A UAV is defined as a “powered, aerial vehicle that does not carry a human operator, uses aerodynamic forces to provide vehicle lift, can fly autonomously or be piloted remotely, can be expendable or recoverable, and can carry a lethal or nonlethal payload”. Therefore, missiles are not considered UAVs because the vehicle itself is a weapon that is not reused, though it is also unmanned and in some cases remotely guided.

The relation of UAVs to remote controlled model aircraft is unclear. UAVs may or may not include model aircraft. Some jurisdictions base their definition on size or weight, however, the US Federal Aviation Administration defines any unmanned flying craft as a UAV regardless of size. For recreational uses, a drone (as apposed to a UAV) is a model aircraft that has first person video, autonomous capabilities or both.


In 1849 Austria sent unmanned, bomb-filled balloons to attack Venice. UAV innovations started in the early 1900s and originally focused on providing practice targets for training military personnel.

UAV development continued during World War I, when the Dayton-Wright Airplane Company invented a pilotless aerial torpedo that would explode at a preset time.

The earliest attempt at a powered UAV was A. M. Low’s “Aerial Target” in 1916. Nikola Tesla described a fleet of unmanned aerial combat vehicles in 1915. Advances followed during and after World War I, including the Hewitt-Sperry Automatic Airplane. The first scaled remote piloted vehicle was developed by film star and model-airplane enthusiast Reginald Denny in 1935. More emerged during World War II – used both to train antiaircraft gunners and to fly attack missions. Nazi Germany produced and used various UAV aircraft during the war. Jet engines entered service after World War II in vehicles such as the Australian GAF Jindivik, and Teledyne Ryan Firebee I of 1951, while companies like Beechcraft offered their Model 1001 for the U.S. Navy in 1955. Nevertheless, they were little more than remote-controlled airplanes until the Vietnam War.

In 1959, the U.S. Air Force, concerned about losing pilots over hostile territory, began planning for the use of unmanned aircraft. Planning intensified after the Soviet Union shot down a U-2 in 1960. Within days, a highly classified UAV program started under the code name of “Red Wagon”. The August 1964 clash in the Tonkin Gulf between naval units of the U.S. and North Vietnamese Navy initiated America’s highly classified UAVs (Ryan Model 147, Ryan AQM-91 Firefly, Lockheed D-21) into their first combat missions of the Vietnam War. When the Chinese government showed photographs of downed U.S. UAVs via Wide World Photos, the official U.S. response was “no comment”.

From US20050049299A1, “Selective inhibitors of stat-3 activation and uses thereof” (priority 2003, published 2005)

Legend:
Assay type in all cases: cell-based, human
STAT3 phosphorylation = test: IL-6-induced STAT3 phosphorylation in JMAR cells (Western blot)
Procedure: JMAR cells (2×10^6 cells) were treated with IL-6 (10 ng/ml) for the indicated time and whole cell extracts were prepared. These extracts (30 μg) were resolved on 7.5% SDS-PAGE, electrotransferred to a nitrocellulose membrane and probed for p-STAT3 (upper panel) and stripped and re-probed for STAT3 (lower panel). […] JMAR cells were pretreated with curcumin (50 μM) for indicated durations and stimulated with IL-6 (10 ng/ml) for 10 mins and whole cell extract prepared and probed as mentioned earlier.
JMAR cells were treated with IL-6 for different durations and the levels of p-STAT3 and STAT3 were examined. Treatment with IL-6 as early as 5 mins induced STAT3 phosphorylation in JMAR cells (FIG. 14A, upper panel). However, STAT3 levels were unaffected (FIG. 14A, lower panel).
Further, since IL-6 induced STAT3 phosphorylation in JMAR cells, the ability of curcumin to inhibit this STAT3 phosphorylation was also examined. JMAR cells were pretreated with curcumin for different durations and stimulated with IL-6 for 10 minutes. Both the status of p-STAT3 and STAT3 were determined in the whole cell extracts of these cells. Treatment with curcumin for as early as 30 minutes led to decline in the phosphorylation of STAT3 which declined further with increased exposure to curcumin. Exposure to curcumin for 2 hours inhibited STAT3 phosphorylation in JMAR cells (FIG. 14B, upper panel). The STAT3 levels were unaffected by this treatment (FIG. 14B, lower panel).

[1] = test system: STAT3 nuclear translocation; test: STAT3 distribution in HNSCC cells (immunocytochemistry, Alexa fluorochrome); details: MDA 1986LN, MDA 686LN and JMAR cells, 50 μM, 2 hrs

The War of Attrition (1967–1970) featured the introduction of UAVs with reconnaissance cameras into combat in the Middle East.

In the 1973 Yom Kippur War Israel used UAVs as decoys to spur opposing forces into wasting expensive anti-aircraft missiles.

In 1973 the U.S. military officially confirmed that they had been using UAVs in Southeast Asia (Vietnam). Over 5,000 U.S. airmen had been killed and over 1,000 more were missing or captured. The USAF 100th Strategic Reconnaissance Wing flew about 3,435 UAV missions during the war at a cost of about 554 UAVs lost to all causes. In the words of USAF General George S. Brown, Commander, Air Force Systems Command, in 1972, “The only reason we need (UAVs) is that we don’t want to needlessly expend the man in the cockpit.” Later that year, General John C. Meyer, Commander in Chief, Strategic Air Command, stated, “we let the drone do the high-risk flying … the loss rate is high, but we are willing to risk more of them … they save lives!

During the 1973 Yom Kippur War, Soviet-supplied surface-to-air missile batteries in Egypt and Syria caused heavy damage to Israeli fighter jets. As a result, Israel developed the first UAV with real-time surveillance. The images and radar decoys provided by these UAVs helped Israel to completely neutralize the Syrian air defenses at the start of the 1982 Lebanon War, resulting in no pilots downed. The first time UAVs were used as proof-of-concept of super-agility post-stall controlled flight in combat-flight simulations involved tailless, stealth technology-based, three-dimensional thrust vectoring flight control, jet-steering UAVs in Israel in 1987.

With the maturing and miniaturization of applicable technologies in the 1980s and 1990s, interest in UAVs grew within the higher echelons of the U.S. military. In the 1990s, the U.S. DoD gave a contract to AAI Corporation along with Israeli company Malat. The U.S. Navy bought the AAI Pioneer UAV that AAI and Malat developed jointly. Many of these UAVs saw service in the 1991 Gulf War. UAVs demonstrated the possibility of cheaper, more capable fighting machines, deployable without risk to aircrews. Initial generations primarily involved surveillance aircraft, but some carried armaments, such as the General Atomics MQ-1 Predator, that launched AGM-114 Hellfire air-to-ground missiles.